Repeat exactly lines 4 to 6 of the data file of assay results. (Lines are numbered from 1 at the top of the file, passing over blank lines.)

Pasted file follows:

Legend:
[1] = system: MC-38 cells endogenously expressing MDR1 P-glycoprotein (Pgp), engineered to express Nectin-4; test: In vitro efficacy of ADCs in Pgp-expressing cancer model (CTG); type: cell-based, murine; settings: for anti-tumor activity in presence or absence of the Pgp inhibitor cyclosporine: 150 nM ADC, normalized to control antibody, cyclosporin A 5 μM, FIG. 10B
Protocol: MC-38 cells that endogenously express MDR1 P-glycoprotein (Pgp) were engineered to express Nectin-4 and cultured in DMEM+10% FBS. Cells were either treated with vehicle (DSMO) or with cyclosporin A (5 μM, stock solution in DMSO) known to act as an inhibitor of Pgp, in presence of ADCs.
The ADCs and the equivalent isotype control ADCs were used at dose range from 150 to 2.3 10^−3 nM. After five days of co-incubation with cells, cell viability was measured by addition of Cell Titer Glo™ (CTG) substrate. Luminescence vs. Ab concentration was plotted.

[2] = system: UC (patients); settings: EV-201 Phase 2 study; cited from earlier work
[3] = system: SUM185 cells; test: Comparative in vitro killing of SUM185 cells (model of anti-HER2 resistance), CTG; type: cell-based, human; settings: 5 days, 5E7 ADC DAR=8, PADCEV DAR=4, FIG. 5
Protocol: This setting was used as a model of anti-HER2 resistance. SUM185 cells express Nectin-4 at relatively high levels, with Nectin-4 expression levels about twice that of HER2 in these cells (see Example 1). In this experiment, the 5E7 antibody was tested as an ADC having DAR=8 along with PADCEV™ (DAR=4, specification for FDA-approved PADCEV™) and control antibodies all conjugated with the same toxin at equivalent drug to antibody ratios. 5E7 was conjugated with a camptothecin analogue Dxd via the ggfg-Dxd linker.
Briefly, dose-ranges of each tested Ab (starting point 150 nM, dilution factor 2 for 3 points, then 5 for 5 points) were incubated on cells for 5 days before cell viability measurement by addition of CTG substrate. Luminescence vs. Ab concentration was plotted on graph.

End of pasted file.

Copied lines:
The ADCs and the equivalent isotype control ADCs were used at dose range from 150 to 2.3 10^−3 nM. After five days of co-incubation with cells, cell viability was measured by addition of Cell Titer Glo™ (CTG) substrate. Luminescence vs. Ab concentration was plotted.

[2] = system: UC (patients); settings: EV-201 Phase 2 study; cited from earlier work
[3] = system: SUM185 cells; test: Comparative in vitro killing of SUM185 cells (model of anti-HER2 resistance), CTG; type: cell-based, human; settings: 5 days, 5E7 ADC DAR=8, PADCEV DAR=4, FIG. 5